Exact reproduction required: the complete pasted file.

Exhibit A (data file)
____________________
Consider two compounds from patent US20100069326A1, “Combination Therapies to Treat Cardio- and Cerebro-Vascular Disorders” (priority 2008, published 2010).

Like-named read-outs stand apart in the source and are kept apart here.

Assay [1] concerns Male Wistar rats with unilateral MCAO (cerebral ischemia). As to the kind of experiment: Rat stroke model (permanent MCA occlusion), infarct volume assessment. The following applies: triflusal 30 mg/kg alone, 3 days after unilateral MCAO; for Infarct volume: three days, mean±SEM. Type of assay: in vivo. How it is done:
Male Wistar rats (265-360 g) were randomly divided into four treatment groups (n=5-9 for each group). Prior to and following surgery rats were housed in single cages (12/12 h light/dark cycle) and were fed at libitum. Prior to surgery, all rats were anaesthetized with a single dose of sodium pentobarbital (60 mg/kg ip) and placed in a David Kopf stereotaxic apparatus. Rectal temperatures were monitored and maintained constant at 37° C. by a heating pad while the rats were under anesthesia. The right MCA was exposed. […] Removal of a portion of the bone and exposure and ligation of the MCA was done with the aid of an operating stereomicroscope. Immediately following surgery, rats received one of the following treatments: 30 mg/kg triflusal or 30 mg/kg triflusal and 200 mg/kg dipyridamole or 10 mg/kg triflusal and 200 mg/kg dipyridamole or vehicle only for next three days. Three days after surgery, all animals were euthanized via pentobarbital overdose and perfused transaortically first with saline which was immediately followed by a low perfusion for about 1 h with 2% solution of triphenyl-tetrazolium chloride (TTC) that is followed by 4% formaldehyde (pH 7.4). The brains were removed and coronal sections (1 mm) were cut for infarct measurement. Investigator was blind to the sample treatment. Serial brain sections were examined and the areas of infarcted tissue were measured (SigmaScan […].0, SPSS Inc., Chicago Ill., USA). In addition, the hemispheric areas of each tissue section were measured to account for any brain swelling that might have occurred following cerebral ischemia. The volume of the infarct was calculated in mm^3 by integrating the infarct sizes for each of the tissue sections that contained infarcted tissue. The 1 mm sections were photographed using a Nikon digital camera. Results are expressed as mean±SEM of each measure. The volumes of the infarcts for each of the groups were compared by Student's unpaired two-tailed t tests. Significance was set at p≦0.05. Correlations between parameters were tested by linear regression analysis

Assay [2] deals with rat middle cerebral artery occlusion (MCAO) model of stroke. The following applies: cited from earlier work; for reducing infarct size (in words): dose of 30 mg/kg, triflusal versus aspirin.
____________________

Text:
Consider two compounds from patent US20100069326A1, “Combination Therapies to Treat Cardio- and Cerebro-Vascular Disorders” (priority 2008, published 2010).

Like-named read-outs stand apart in the source and are kept apart here.

Assay [1] concerns Male Wistar rats with unilateral MCAO (cerebral ischemia). As to the kind of experiment: Rat stroke model (permanent MCA occlusion), infarct volume assessment. The following applies: triflusal 30 mg/kg alone, 3 days after unilateral MCAO; for Infarct volume: three days, mean±SEM. Type of assay: in vivo. How it is done:
Male Wistar rats (265-360 g) were randomly divided into four treatment groups (n=5-9 for each group). Prior to and following surgery rats were housed in single cages (12/12 h light/dark cycle) and were fed at libitum. Prior to surgery, all rats were anaesthetized with a single dose of sodium pentobarbital (60 mg/kg ip) and placed in a David Kopf stereotaxic apparatus. Rectal temperatures were monitored and maintained constant at 37° C. by a heating pad while the rats were under anesthesia. The right MCA was exposed. […] Removal of a portion of the bone and exposure and ligation of the MCA was done with the aid of an operating stereomicroscope. Immediately following surgery, rats received one of the following treatments: 30 mg/kg triflusal or 30 mg/kg triflusal and 200 mg/kg dipyridamole or 10 mg/kg triflusal and 200 mg/kg dipyridamole or vehicle only for next three days. Three days after surgery, all animals were euthanized via pentobarbital overdose and perfused transaortically first with saline which was immediately followed by a low perfusion for about 1 h with 2% solution of triphenyl-tetrazolium chloride (TTC) that is followed by 4% formaldehyde (pH 7.4). The brains were removed and coronal sections (1 mm) were cut for infarct measurement. Investigator was blind to the sample treatment. Serial brain sections were examined and the areas of infarcted tissue were measured (SigmaScan […].0, SPSS Inc., Chicago Ill., USA). In addition, the hemispheric areas of each tissue section were measured to account for any brain swelling that might have occurred following cerebral ischemia. The volume of the infarct was calculated in mm^3 by integrating the infarct sizes for each of the tissue sections that contained infarcted tissue. The 1 mm sections were photographed using a Nikon digital camera. Results are expressed as mean±SEM of each measure. The volumes of the infarcts for each of the groups were compared by Student's unpaired two-tailed t tests. Significance was set at p≦0.05. Correlations between parameters were tested by linear regression analysis

Assay [2] deals with rat middle cerebral artery occlusion (MCAO) model of stroke. The following applies: cited from earlier work; for reducing infarct size (in words): dose of 30 mg/kg, triflusal versus aspirin.